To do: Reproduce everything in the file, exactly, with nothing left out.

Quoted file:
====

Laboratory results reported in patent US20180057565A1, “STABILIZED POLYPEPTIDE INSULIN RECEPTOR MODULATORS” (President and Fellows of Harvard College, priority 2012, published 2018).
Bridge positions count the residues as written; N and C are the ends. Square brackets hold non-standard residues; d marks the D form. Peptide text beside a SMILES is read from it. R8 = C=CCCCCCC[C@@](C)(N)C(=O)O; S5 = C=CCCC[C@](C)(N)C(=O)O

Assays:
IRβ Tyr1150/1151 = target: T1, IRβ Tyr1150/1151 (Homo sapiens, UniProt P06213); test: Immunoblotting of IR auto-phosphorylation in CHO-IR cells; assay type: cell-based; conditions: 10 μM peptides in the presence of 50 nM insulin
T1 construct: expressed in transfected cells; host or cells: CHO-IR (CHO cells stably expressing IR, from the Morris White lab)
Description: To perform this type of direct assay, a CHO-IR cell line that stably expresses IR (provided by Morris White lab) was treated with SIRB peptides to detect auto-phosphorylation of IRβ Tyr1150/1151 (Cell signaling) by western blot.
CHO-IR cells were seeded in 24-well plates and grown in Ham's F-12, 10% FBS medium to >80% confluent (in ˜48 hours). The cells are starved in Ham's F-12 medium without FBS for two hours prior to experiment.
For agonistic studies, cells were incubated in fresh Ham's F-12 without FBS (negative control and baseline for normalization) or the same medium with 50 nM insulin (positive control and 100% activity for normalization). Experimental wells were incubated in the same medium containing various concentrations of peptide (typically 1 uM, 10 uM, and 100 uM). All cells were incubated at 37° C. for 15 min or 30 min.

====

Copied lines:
Laboratory results reported in patent US20180057565A1, “STABILIZED POLYPEPTIDE INSULIN RECEPTOR MODULATORS” (President and Fellows of Harvard College, priority 2012, published 2018).
Bridge positions count the residues as written; N and C are the ends. Square brackets hold non-standard residues; d marks the D form. Peptide text beside a SMILES is read from it. R8 = C=CCCCCCC[C@@](C)(N)C(=O)O; S5 = C=CCCC[C@](C)(N)C(=O)O

Assays:
IRβ Tyr1150/1151 = target: T1, IRβ Tyr1150/1151 (Homo sapiens, UniProt P06213); test: Immunoblotting of IR auto-phosphorylation in CHO-IR cells; assay type: cell-based; conditions: 10 μM peptides in the presence of 50 nM insulin
T1 construct: expressed in transfected cells; host or cells: CHO-IR (CHO cells stably expressing IR, from the Morris White lab)
Description: To perform this type of direct assay, a CHO-IR cell line that stably expresses IR (provided by Morris White lab) was treated with SIRB peptides to detect auto-phosphorylation of IRβ Tyr1150/1151 (Cell signaling) by western blot.
CHO-IR cells were seeded in 24-well plates and grown in Ham's F-12, 10% FBS medium to >80% confluent (in ˜48 hours). The cells are starved in Ham's F-12 medium without FBS for two hours prior to experiment.
For agonistic studies, cells were incubated in fresh Ham's F-12 without FBS (negative control and baseline for normalization) or the same medium with 50 nM insulin (positive control and 100% activity for normalization). Experimental wells were incubated in the same medium containing various concentrations of peptide (typically 1 uM, 10 uM, and 100 uM). All cells were incubated at 37° C. for 15 min or 30 min.